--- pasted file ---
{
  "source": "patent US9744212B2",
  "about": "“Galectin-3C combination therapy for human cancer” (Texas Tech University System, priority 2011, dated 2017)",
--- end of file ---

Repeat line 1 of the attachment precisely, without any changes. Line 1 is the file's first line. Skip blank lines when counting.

{